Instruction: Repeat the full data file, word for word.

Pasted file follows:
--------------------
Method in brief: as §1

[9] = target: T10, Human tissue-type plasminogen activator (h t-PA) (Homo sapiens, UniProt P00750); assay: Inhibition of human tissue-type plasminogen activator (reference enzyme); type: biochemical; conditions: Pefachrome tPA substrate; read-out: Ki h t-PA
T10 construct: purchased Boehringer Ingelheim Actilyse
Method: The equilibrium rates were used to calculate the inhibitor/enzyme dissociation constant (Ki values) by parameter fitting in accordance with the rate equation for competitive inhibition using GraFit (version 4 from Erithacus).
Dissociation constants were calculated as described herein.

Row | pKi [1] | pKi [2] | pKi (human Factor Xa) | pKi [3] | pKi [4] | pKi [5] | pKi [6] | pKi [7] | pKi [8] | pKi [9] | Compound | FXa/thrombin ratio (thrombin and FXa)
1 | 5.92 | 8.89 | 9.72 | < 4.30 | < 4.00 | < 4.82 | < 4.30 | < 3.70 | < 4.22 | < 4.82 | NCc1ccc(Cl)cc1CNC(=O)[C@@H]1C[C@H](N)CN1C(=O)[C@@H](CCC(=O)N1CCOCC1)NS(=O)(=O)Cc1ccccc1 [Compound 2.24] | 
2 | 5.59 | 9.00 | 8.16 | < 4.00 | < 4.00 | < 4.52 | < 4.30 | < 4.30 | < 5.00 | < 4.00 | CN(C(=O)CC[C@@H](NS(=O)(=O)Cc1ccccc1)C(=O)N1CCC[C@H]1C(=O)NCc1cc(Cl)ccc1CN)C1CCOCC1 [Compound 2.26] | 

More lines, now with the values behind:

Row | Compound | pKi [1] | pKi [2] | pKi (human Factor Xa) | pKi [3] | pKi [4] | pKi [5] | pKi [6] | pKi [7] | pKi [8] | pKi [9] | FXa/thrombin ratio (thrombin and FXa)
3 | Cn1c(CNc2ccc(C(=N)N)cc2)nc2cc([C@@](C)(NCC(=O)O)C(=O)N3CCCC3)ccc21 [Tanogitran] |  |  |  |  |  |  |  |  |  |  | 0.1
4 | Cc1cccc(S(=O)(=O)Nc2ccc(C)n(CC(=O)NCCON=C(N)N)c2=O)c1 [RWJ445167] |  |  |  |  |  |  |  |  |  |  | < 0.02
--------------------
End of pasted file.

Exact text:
Method in brief: as §1

[9] = target: T10, Human tissue-type plasminogen activator (h t-PA) (Homo sapiens, UniProt P00750); assay: Inhibition of human tissue-type plasminogen activator (reference enzyme); type: biochemical; conditions: Pefachrome tPA substrate; read-out: Ki h t-PA
T10 construct: purchased Boehringer Ingelheim Actilyse
Method: The equilibrium rates were used to calculate the inhibitor/enzyme dissociation constant (Ki values) by parameter fitting in accordance with the rate equation for competitive inhibition using GraFit (version 4 from Erithacus).
Dissociation constants were calculated as described herein.

Row | pKi [1] | pKi [2] | pKi (human Factor Xa) | pKi [3] | pKi [4] | pKi [5] | pKi [6] | pKi [7] | pKi [8] | pKi [9] | Compound | FXa/thrombin ratio (thrombin and FXa)
1 | 5.92 | 8.89 | 9.72 | < 4.30 | < 4.00 | < 4.82 | < 4.30 | < 3.70 | < 4.22 | < 4.82 | NCc1ccc(Cl)cc1CNC(=O)[C@@H]1C[C@H](N)CN1C(=O)[C@@H](CCC(=O)N1CCOCC1)NS(=O)(=O)Cc1ccccc1 [Compound 2.24] | 
2 | 5.59 | 9.00 | 8.16 | < 4.00 | < 4.00 | < 4.52 | < 4.30 | < 4.30 | < 5.00 | < 4.00 | CN(C(=O)CC[C@@H](NS(=O)(=O)Cc1ccccc1)C(=O)N1CCC[C@H]1C(=O)NCc1cc(Cl)ccc1CN)C1CCOCC1 [Compound 2.26] | 

More lines, now with the values behind:

Row | Compound | pKi [1] | pKi [2] | pKi (human Factor Xa) | pKi [3] | pKi [4] | pKi [5] | pKi [6] | pKi [7] | pKi [8] | pKi [9] | FXa/thrombin ratio (thrombin and FXa)
3 | Cn1c(CNc2ccc(C(=N)N)cc2)nc2cc([C@@](C)(NCC(=O)O)C(=O)N3CCCC3)ccc21 [Tanogitran] |  |  |  |  |  |  |  |  |  |  | 0.1
4 | Cc1cccc(S(=O)(=O)Nc2ccc(C)n(CC(=O)NCCON=C(N)N)c2=O)c1 [RWJ445167] |  |  |  |  |  |  |  |  |  |  | < 0.02